Cheerleading coach in viral splits video falsely claims to be “Olympic athlete”

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Ozell Williams, a cheerleading coach at East High School in Denver, Colo., has gained national notoriety and been placed under criminal investigation after videos were made public of him physically forcing teenage cheerleaders into the splits position while they scream in pain.

On the website for Mile High Tumblers, the 28-year-old claims to be “an Olympic athlete having won 3 Team USA First place rings in preliminary games”– but has never been a member of an Olympic team or competed at an Olympic Games.

Mile High Tumblers is a nonprofit organization for young athletes that focuses on tumbling, which is recognized as a competitive sport by the International Gymnastics Federation but is not contested at the Olympics. Cheerleading has also never been included on the Olympic program, although it could potentially join the Games in 2024. The International Olympic Committee granted it provisional status in 2016, the first step to future inclusion.

According to FOX31, the U.S. Olympic Committee confirmed that “Williams was never on any Olympic roster.” A spokesperson for USA Gymnastics added that there is “no record of him being invited to the Olympic Gymnastics Trials, let alone winning three ring titles.”

“Nobody has ever heard of him,” USA Gymnastics said.

A 2011 profile of Williams referred to him as “a member of the USA Olympic Cheer Team for 2012 in London.”

Williams was on USA Cheer’s National Coed Team, which the Tumblers’ website describes the team as “the most prestigious collegiate team in the world.” The National Coed Team has won multiple gold medals at the World Cheerleading Championships.

A group of U.S. cheerleaders performed at men’s basketball semifinal and final games at the 2012 London Olympics, and it’s possible that Williams was a member of that squad.

But that would not make him an Olympic athlete.

The video of Williams pushing a 13-year-old cheerleader deeper into a splits position while she cried and repeatedly asked him to stop went viral after it was sent to local news stations in Denver. Williams and four other staffers were suspended from the high school while both the police and school district conduct their investigations.

Williams told the Denver Post, “You can definitely say that what was in the video could be seen in a different light,” Williams said. “I would love to tell my story, but I can’t say anything else at this time.”

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Olympian Derrick Mein ends U.S. men’s trap drought at shotgun worlds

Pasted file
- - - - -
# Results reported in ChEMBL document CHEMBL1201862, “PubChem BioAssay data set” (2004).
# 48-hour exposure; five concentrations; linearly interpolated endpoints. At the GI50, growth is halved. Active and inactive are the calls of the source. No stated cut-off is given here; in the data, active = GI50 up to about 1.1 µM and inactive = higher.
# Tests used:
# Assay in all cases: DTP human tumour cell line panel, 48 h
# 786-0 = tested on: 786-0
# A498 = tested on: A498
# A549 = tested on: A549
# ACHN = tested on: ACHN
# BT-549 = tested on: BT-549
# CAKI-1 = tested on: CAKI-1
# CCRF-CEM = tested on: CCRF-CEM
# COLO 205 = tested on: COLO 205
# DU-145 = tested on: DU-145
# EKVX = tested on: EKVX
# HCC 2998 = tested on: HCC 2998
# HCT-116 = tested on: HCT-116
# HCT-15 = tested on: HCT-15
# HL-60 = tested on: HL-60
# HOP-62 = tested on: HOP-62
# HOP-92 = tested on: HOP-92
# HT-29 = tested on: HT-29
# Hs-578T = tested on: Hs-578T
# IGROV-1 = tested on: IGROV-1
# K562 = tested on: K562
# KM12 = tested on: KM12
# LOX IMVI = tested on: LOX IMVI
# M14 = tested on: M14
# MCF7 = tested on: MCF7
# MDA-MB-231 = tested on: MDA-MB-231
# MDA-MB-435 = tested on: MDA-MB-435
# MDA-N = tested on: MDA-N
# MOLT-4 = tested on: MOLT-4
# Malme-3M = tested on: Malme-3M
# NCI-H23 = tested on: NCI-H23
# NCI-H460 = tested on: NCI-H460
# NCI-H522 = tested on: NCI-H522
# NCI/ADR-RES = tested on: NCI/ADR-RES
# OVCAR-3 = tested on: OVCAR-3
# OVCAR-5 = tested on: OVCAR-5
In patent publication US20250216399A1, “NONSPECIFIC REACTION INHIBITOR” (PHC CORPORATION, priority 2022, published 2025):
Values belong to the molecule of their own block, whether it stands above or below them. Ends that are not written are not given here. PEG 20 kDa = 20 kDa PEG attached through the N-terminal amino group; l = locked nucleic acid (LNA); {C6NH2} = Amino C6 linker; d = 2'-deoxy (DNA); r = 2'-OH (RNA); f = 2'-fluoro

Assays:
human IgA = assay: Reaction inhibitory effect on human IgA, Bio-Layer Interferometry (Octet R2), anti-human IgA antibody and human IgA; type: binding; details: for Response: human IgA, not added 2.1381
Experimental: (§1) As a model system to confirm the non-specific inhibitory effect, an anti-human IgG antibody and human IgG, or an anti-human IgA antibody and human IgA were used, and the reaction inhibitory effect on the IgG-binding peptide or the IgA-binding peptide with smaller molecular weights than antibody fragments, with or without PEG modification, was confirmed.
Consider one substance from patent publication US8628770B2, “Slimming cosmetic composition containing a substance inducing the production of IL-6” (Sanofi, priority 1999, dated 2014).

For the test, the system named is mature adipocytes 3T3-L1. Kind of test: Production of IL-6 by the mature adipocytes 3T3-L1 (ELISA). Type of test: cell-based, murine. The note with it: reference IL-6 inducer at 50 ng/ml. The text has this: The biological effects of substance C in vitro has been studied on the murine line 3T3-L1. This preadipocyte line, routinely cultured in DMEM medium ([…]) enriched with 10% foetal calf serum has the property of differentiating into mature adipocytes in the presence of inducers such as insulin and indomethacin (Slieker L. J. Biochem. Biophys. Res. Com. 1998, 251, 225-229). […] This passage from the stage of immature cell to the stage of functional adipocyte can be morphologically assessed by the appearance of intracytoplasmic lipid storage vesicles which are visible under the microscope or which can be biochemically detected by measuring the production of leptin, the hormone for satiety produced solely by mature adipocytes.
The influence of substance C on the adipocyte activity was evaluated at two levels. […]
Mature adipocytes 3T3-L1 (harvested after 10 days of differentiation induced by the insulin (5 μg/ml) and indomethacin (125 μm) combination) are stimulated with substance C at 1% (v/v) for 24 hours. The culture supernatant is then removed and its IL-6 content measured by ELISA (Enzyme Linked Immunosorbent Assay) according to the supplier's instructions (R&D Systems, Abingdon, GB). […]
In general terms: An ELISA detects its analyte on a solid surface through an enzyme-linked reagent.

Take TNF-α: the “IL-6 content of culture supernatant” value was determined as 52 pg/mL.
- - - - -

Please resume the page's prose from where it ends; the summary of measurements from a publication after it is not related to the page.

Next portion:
Derrick Mein
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Tokyo Olympian Derrick Mein became the first U.S. male shooter to win a world title in the trap event since 1966, prevailing at the world shotgun championships in Osijek, Croatia, on Wednesday.

Mein, who grew up on a small farm in Southeast Kansas, hunting deer and quail, nearly squandered a place in the final when he missed his last three shots in the semifinal round after hitting his first 22. He rallied in a sudden-death shoot-off for the last spot in the final by hitting all five of his targets.

He hit 33 of 34 targets in the final to win by two over Brit Nathan Hales with one round to spare.

The last U.S. man to win an Olympic trap title was Donald Haldeman in 1976.

Mein, 37, was 24th in his Olympic debut in Tokyo (and placed 13th with Kayle Browning in the mixed-gender team event).

The U.S. swept the Tokyo golds in the other shotgun event — skeet — with Vincent Hancock and Amber English. Browning took silver in women’s trap.

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Mo Farah withdraws before London Marathon

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British track legend Mo Farah withdrew before Sunday’s London Marathon, citing a right hip injury before what would have been his first 26.2-mile race in nearly two years.

Farah, who swept the 2012 and 2016 Olympic track titles at 5000m and 10,000m, said he hoped “to be back out there” next April, when the London Marathon returns to its traditional month after COVID moved it to the fall for three consecutive years. Farah turns 40 on March 23.

“I’ve been training really hard over the past few months and I’d got myself back into good shape and was feeling pretty optimistic about being able to put in a good performance,” in London, Farah said in a press release. “However, over the past 10 days I’ve been feeling pain and tightness in my right hip. I’ve had extensive physio and treatment and done everything I can to be on the start line, but it hasn’t improved enough to compete on Sunday.”

Farah switched from the track to the marathon after the 2017 World Championships and won the 2018 Chicago Marathon in a then-European record time of 2:05:11. Belgium’s Bashir Abdi now holds the record at 2:03:36.

Farah returned to the track in a failed bid to qualify for the Tokyo Olympics, then shifted back to the roads.

Sunday’s London Marathon men’s race is headlined by Ethiopians Kenenisa Bekele and Birhanu Legese, the second- and third-fastest marathoners in history.

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